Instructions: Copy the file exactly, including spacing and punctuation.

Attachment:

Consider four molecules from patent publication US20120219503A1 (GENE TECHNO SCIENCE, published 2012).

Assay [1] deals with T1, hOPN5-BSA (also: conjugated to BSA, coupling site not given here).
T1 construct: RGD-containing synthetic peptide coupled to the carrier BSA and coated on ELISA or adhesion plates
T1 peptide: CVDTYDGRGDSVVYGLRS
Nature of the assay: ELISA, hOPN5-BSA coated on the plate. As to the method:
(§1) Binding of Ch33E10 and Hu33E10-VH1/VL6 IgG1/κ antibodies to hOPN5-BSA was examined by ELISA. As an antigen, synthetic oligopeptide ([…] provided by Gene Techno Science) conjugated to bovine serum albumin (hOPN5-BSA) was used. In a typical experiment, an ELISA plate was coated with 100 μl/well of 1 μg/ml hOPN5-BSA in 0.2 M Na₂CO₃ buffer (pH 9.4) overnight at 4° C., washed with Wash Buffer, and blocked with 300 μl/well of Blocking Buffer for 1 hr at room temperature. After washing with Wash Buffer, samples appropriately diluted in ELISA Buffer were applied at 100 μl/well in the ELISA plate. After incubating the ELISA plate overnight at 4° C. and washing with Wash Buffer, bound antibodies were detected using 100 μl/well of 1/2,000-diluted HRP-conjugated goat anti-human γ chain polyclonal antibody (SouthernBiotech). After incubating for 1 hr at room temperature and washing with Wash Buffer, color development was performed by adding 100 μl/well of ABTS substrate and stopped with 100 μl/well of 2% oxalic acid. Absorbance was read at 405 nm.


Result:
Consider four molecules from patent publication US20120219503A1 (GENE TECHNO SCIENCE, published 2012).

Assay [1] deals with T1, hOPN5-BSA (also: conjugated to BSA, coupling site not given here).
T1 construct: RGD-containing synthetic peptide coupled to the carrier BSA and coated on ELISA or adhesion plates
T1 peptide: CVDTYDGRGDSVVYGLRS
Nature of the assay: ELISA, hOPN5-BSA coated on the plate. As to the method:
(§1) Binding of Ch33E10 and Hu33E10-VH1/VL6 IgG1/κ antibodies to hOPN5-BSA was examined by ELISA. As an antigen, synthetic oligopeptide ([…] provided by Gene Techno Science) conjugated to bovine serum albumin (hOPN5-BSA) was used. In a typical experiment, an ELISA plate was coated with 100 μl/well of 1 μg/ml hOPN5-BSA in 0.2 M Na₂CO₃ buffer (pH 9.4) overnight at 4° C., washed with Wash Buffer, and blocked with 300 μl/well of Blocking Buffer for 1 hr at room temperature. After washing with Wash Buffer, samples appropriately diluted in ELISA Buffer were applied at 100 μl/well in the ELISA plate. After incubating the ELISA plate overnight at 4° C. and washing with Wash Buffer, bound antibodies were detected using 100 μl/well of 1/2,000-diluted HRP-conjugated goat anti-human γ chain polyclonal antibody (SouthernBiotech). After incubating for 1 hr at room temperature and washing with Wash Buffer, color development was performed by adding 100 μl/well of ABTS substrate and stopped with 100 μl/well of 2% oxalic acid. Absorbance was read at 405 nm.